Pollution from human activities in cities poses severe risks to wildlife health and survival. Chemicals, plastics, and heavy metals contaminate the air, water, and soil, accumulating in the tissues of animals and plants. Exposure to these pollutants can cause disease, reproductive issues, and even death in wildlife. Light and noise pollution also disrupt natural behaviors and biological rhythms in many species. Excessive artificial lighting, for example, can interfere with navigation, foraging, and reproduction in some animals.

Invasive Species

Invasive plant and animal species are widespread in Manchester and outcompete native wildlife for resources. Foreign plants often spread aggressively, crowding out native vegetation that provides food and shelter for local fauna. Invasive animals directly predate on or outcompete native species, especially birds, small mammals, amphibians and invertebrates. Controlling the spread of invasives is challenging in urban areas but critical to protecting biodiversity.

Lack of Connectivity

The highly developed landscape of Manchester lacks connectivity for most species to navigate between remaining habitat fragments. Connecting spaces like wildlife corridors, green roofs, and urban greenways are needed to facilitate safe travel and allow species to access essential resources. Improving connectivity in cities is key to ensuring the long term survival of wildlife populations in these fragmented environments.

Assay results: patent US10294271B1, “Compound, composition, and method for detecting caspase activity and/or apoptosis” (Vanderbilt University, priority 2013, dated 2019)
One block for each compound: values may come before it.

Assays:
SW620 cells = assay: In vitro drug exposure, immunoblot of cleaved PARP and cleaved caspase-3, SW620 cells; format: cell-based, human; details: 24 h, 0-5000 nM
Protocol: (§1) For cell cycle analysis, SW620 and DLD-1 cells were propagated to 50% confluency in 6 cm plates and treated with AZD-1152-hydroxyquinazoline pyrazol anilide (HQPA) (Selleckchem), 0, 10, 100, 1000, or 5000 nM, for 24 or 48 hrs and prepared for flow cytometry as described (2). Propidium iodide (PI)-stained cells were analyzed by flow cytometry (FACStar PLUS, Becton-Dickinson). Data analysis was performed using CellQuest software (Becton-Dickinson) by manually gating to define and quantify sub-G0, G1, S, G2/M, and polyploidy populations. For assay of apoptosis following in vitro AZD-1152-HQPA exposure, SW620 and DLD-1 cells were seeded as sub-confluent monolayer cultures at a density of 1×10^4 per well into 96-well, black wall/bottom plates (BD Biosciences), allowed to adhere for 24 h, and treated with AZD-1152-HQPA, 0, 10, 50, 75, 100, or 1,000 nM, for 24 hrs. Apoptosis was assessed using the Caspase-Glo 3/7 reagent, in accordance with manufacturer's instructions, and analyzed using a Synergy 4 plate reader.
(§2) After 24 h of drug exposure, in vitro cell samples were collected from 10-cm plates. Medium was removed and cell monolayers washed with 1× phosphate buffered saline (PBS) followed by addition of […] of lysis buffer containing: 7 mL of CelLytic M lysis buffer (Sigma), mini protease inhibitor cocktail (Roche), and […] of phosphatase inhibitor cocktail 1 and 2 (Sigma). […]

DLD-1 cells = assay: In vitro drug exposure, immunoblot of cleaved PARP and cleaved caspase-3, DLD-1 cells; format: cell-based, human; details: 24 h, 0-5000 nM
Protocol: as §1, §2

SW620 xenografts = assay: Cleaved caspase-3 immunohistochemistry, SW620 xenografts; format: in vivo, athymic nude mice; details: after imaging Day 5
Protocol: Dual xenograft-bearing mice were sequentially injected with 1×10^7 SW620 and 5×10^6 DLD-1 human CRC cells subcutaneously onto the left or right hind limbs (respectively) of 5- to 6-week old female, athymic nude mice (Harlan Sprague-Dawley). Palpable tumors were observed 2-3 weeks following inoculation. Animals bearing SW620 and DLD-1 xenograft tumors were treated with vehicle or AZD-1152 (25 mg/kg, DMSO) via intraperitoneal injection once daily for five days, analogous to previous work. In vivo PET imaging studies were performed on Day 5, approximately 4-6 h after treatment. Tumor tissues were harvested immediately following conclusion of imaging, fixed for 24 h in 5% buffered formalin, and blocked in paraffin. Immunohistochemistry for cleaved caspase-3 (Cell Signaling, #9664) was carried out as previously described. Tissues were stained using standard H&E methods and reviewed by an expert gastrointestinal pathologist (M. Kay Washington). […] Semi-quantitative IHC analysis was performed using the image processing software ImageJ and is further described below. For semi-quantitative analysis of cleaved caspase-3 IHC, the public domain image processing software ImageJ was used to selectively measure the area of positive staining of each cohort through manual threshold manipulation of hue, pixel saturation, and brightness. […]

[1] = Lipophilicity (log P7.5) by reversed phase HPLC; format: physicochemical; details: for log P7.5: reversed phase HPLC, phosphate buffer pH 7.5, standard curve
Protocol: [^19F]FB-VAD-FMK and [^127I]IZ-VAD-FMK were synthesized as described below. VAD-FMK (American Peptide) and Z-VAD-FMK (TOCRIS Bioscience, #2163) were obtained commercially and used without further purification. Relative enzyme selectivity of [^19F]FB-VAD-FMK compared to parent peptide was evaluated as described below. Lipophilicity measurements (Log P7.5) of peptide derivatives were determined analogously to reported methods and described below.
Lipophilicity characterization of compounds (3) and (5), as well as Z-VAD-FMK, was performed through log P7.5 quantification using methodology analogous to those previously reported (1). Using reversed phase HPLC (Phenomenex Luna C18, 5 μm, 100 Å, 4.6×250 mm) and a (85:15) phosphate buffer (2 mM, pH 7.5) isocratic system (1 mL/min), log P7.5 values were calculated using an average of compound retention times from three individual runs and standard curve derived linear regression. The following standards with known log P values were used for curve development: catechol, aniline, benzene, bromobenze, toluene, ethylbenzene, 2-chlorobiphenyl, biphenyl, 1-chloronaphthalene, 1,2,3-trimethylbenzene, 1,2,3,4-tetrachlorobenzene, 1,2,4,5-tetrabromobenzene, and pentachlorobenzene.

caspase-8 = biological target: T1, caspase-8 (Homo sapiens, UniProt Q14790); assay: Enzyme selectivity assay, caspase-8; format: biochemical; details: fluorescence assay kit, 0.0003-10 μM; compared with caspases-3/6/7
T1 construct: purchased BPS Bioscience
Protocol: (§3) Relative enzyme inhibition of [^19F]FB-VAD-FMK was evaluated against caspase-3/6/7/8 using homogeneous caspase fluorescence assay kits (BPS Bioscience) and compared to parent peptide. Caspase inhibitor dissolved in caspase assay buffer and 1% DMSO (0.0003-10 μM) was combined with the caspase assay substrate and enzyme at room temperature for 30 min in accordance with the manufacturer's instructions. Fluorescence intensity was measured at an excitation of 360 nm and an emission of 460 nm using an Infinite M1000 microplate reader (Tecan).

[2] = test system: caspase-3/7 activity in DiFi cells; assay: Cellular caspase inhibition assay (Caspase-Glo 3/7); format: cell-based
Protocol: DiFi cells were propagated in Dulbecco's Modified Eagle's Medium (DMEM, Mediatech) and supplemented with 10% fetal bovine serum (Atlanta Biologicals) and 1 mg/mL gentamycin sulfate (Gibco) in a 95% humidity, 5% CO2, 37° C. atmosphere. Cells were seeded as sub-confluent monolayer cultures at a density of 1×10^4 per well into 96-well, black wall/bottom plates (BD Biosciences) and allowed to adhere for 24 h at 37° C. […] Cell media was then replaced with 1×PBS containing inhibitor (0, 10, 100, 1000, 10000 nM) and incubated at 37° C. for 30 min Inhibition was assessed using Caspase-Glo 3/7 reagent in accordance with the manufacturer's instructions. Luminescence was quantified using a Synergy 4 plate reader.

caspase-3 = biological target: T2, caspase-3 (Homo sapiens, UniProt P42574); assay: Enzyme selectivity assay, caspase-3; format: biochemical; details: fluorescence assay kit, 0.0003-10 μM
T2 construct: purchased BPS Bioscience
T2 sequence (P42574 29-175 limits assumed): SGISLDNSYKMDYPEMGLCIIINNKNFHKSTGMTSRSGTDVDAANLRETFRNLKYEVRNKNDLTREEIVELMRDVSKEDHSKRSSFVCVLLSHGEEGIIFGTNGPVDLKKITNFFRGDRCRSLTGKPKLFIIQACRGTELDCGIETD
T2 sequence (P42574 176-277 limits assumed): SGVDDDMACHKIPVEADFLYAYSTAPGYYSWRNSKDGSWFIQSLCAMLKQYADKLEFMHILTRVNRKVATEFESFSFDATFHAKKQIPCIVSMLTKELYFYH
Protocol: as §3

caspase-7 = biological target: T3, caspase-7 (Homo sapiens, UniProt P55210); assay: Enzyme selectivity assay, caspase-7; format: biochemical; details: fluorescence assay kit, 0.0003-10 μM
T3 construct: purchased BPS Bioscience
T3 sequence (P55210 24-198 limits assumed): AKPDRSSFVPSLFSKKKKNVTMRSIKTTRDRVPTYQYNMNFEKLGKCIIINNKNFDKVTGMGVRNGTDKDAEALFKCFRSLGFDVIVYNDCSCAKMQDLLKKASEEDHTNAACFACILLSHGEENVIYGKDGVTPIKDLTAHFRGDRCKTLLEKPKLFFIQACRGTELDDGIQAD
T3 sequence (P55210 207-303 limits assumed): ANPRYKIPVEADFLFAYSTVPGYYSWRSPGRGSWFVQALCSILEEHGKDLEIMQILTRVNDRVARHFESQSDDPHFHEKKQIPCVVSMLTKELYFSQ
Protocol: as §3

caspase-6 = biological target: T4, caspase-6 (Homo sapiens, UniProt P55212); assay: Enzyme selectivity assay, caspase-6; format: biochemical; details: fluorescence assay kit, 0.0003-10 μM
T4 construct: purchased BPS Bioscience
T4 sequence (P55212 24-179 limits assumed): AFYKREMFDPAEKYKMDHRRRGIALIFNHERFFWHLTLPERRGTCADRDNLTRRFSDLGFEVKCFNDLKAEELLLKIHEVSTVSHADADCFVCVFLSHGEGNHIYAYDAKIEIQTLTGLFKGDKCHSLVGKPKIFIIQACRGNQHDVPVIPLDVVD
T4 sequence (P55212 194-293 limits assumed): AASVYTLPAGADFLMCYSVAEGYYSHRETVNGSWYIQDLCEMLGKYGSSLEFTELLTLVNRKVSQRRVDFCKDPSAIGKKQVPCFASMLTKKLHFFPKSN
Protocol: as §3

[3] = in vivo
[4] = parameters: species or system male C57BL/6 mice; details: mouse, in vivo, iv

Efforts to Conserve Wildlife in Manchester

Manchester, like most major cities, has faced significant challenges in protecting its native wildlife. However, concerted efforts by local government agencies and non-profit organizations have helped curb habitat loss and protect endangered species within the city limits.

Habitat Conservation Initiatives

Local wildlife organizations have focused on preserving green spaces and waterways that provide shelter and resources for Manchester’s animals. For example, the Wildlife Trust for Lancashire, Manchester and North Merseyside has worked to protect over 60 hectares of wetland habitat along the River Mersey, an important stopover site for migrating birds. The Trust also manages several nature reserves within Greater Manchester that provide a safe haven for otters, water voles, and other species.

Species-Specific Programs

Certain endangered animals like hedgehogs, red squirrels, and farmland birds have been the targets of specialized conservation programs. For example, The Royal Society for the Protection of Birds operates the “Save our Hedgehogs” campaign which aims to raise awareness about threats facing urban hedgehog populations and provides resources to help make gardens and public spaces more hedgehog-friendly. They also run community projects to build and distribute hedgehog homes and encourage residents to keep holes in their fences so hedgehogs can roam between gardens.

Monitoring and Policy Changes

Local government agencies have also taken steps to strengthen protection of wildlife and natural spaces. In 2023, Manchester City Council implemented stricter policies around development near rivers, canals and mature woodlands. They also conduct wildlife monitoring and surveys to identify at-risk species and habitats. The data from these efforts help inform future policymaking and habitat management practices.